Special Delivery

Today is April 2nd, a day that has special memories for me; it was the day of the birth of my first daughter, Himi-chan. Himi actually tried to enter the world a couple of days earlier, on the evening of March 31st, but the birth was difficult, and she wasn't able to join us until the morning of the 2nd.

At the time, my friends in Canada (this all took place in Vancouver) joked that little Himi was just trying to avoid being an 'April Fool' baby, but in later years, when we had moved to Japan, I came to realize that perhaps she had something else in mind ...

We came to Japan when Himi was three years old and her younger sister Fumi was one. We moved into a standard 3DK apartment in an average community, and the two girls soon had dozens of friends and playmates. The girls' mother and I decided not to send our daughters to a kindergarten, but we did enroll them in a daycare facility, where they spent some time each day immersed in play and social activities.

After a couple of years of this idyllic life for them, it became time to start to think about school, and I learned something interesting about the Japanese education system - the school year began in April, and the cut-off date for deciding which year a young child would start school was April 1st. The rule was simple: a child would become a Grade One student in the April following her 6th birthday.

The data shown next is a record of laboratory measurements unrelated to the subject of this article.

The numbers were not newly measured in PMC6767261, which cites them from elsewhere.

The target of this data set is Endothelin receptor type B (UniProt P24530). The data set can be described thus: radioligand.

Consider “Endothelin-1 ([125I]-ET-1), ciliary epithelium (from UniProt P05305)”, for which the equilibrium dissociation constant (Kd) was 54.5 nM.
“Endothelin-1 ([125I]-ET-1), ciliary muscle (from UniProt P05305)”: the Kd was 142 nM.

This meant that Himi-chan was going to start school a full year later than if she had actually been born on March 31st, as might easily have happened. When I realized the ramifications of this, I was quite pleased, both for a selfish reason of my own, and for Himi, too.

At that time I was making a living by teaching English in our apartment while I tried to build up my nascent printmaking business. I also had a kind of 'side-business' making and selling wooden toys, which had developed after neighbours saw the toys I had made for my children. I did all these things at home, working in one of the rooms of our little apartment. There was no separation at all between my 'work' and my 'home life' - they were one and the same. And Himi and Fumi were very much a part of it - they joined English classes when they wished, played with the toys (of course), and were just generally underfoot all the time.

I was in no hurry to break up this family routine to send Himi off to school. Of course, I knew she would have to go when the time came, but to have her around the home for an extra year was a kind of bonus for me.

And for Himi herself - what a difference it would make! There were two wonderful benefits; first, all the way up through the stages of her school life she would be the oldest child in the class - always being the most mature, and more ready to take on whatever challenges faced her.

But more importantly, because she was born on April 2nd, she was being 'given' a whole extra year of carefree childhood! I have no idea how many years she will live, but if you think of her life as being broken up into periods - of childhood, then of school life, then adult life, then finally old age - it is clear that one year has been taken from the end, and placed at the beginning: her childhood was a full six years, instead of the five it could have been. What a wonderful bonus for her!

And, I have to say, for me too ... Himi-chan, thank you for the 'extra' year we were able to spend together!


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